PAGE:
“I have driven all the bowlers a little aggro over the last two weeks trying a few things. We will have to wait and see if they come out in a game … the ultimate goal in cricket is to be able to play 360 [degrees],” Healy said on Tuesday.
“For me, there are some areas I am not quite hitting. I have been trying a few things to see if I can get the ball there. You will have to wait and see if they come out in this series. If not, they will definitely come out in the WBBL.”
In 112 Twenty20 internationals, the wicketkeeper-batter averages 25.43 (one century) at a phenomenal strike rate of 132.05, while in 73 one-day internationals, she averages 32.11 (three centuries) at more than a run a ball. She is ranked the No.2 ODI batter in the world by the ICC and No.5 in Twenty20 cricket.
“I, obviously, made some technical changes a few years ago and they paid off beautifully but you never want to be standing still as a cricketer,” Healy said.
This Australian side has claimed several titles, but none bigger in the public psyche than their famous win over India at the MCG. It was a moment Cricket Australia had hoped would forge a lasting legacy but that was soon tempered by the pandemic. But with the new season approaching, the Australians hope to regain the momentum they had generated.
“It would have been amazing to have another series straight after the World Cup to see what we could do and what we could build again for cricket in this country but I guess there is no greater test for us in a series than with New Zealand, in particular at the moment, so it’s going to be a great series to watch and a great series to be part of,” Healy said.
“Everyone here is doing exactly the right thing to make sure this series goes ahead and we do everything we can to show everyone we can play cricket here in this country safely and look after ourselves and the greater society as well.”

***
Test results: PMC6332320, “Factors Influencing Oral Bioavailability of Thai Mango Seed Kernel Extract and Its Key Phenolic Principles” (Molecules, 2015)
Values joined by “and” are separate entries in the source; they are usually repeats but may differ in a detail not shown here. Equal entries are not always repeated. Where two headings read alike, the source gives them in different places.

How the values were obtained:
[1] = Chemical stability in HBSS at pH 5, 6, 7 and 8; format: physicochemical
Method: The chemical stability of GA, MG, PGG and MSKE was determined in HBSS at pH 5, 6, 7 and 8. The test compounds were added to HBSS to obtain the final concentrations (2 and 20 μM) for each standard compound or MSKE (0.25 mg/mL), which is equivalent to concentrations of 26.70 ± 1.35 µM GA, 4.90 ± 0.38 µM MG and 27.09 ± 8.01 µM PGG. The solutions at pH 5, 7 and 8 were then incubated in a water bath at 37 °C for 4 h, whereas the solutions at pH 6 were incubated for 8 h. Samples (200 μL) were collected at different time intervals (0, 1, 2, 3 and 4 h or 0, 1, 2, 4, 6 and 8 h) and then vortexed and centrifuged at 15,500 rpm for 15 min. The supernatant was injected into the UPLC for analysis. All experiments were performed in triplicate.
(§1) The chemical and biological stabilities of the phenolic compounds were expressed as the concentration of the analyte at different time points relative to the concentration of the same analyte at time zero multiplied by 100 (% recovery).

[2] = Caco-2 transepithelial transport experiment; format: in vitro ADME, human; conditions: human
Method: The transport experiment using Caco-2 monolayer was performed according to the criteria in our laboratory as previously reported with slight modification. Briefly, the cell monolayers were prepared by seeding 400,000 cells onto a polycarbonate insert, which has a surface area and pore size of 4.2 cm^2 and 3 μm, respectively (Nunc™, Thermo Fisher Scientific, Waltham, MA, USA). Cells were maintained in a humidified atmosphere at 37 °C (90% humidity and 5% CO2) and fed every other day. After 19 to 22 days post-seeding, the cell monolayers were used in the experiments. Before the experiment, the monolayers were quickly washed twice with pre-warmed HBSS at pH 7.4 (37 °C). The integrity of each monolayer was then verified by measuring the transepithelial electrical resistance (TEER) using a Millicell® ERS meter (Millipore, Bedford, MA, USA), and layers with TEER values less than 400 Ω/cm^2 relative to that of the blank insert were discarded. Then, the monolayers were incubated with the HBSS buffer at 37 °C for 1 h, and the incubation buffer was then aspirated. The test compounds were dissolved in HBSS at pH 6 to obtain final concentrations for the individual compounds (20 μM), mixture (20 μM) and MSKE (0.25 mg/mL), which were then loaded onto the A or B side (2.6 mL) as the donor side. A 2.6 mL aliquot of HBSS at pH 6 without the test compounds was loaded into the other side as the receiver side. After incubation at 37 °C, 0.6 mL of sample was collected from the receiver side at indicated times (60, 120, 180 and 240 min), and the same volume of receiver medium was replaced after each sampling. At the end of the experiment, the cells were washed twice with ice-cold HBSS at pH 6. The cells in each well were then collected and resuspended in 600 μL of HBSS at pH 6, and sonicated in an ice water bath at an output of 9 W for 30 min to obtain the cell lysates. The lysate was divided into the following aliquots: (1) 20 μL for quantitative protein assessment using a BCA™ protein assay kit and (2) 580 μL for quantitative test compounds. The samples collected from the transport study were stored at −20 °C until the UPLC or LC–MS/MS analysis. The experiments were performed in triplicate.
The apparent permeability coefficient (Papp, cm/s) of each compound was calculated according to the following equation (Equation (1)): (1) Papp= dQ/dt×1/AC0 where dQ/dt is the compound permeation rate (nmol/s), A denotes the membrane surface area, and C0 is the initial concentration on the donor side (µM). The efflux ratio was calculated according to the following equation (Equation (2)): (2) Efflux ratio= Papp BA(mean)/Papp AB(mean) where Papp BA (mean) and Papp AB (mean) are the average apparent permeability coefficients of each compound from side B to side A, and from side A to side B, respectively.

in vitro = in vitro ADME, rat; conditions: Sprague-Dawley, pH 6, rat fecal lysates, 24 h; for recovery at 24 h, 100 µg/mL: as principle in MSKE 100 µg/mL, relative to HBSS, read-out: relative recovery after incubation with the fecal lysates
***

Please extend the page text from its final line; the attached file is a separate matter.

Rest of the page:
Seven West Media and Foxtel, are seeking a cut in their rights fees, but Healy didn’t want to buy into the debate.
She again made it clear she was disappointed there were unlikely to be any Indian players in the Women’s Big Bash League this summer because of the Board of Control for India’s decision to schedule its own women’s Twenty20 tournament at the same time in the United Arab Emirates.
All-rounder Ellyse Perry has a “whopping great scar” having had hamstring surgery but is eying a return to action, having hurt herself during the Word Cup and missed the final.
Squads: Australia: Meg Lanning (c), Rachael Haynes (vc), Maitlan Brown, Erin Burns, Nicola Carey, Ashleigh Gardner, Alyssa Healy, Jess Jonassen, Delissa Kimmince, Tahlia McGrath, Sophie Molineux, Beth Mooney, Ellyse Perry, Megan Schutt, Molly Strano, Annabel Sutherland, Georgia Wareham, Belinda Vakarewa.
New Zealand squad: Sophie Devine (c), Suzie Bates, Natalie Dodd, Deanna Doughty, Lauren Down, Maddy Green, Holly Huddleston, Hayley Jenson, Amelia Kerr, Jess Kerr, Rosemary Mair, Katey Martin, Hannah Rowe, Amy Satterthwaite, Lea Tahuhu, Jess Watkin.
September 26: First T20
September 27: Second T20
September 30: Third T20
October 3: First ODI
October 5: Second ODI
October 7: Third ODI
* All matches to be held at Brisbane’s Allan Border Field
Jon Pierik is cricket writer for The Age. He also covers AFL and has won awards for his cricket and basketball writing.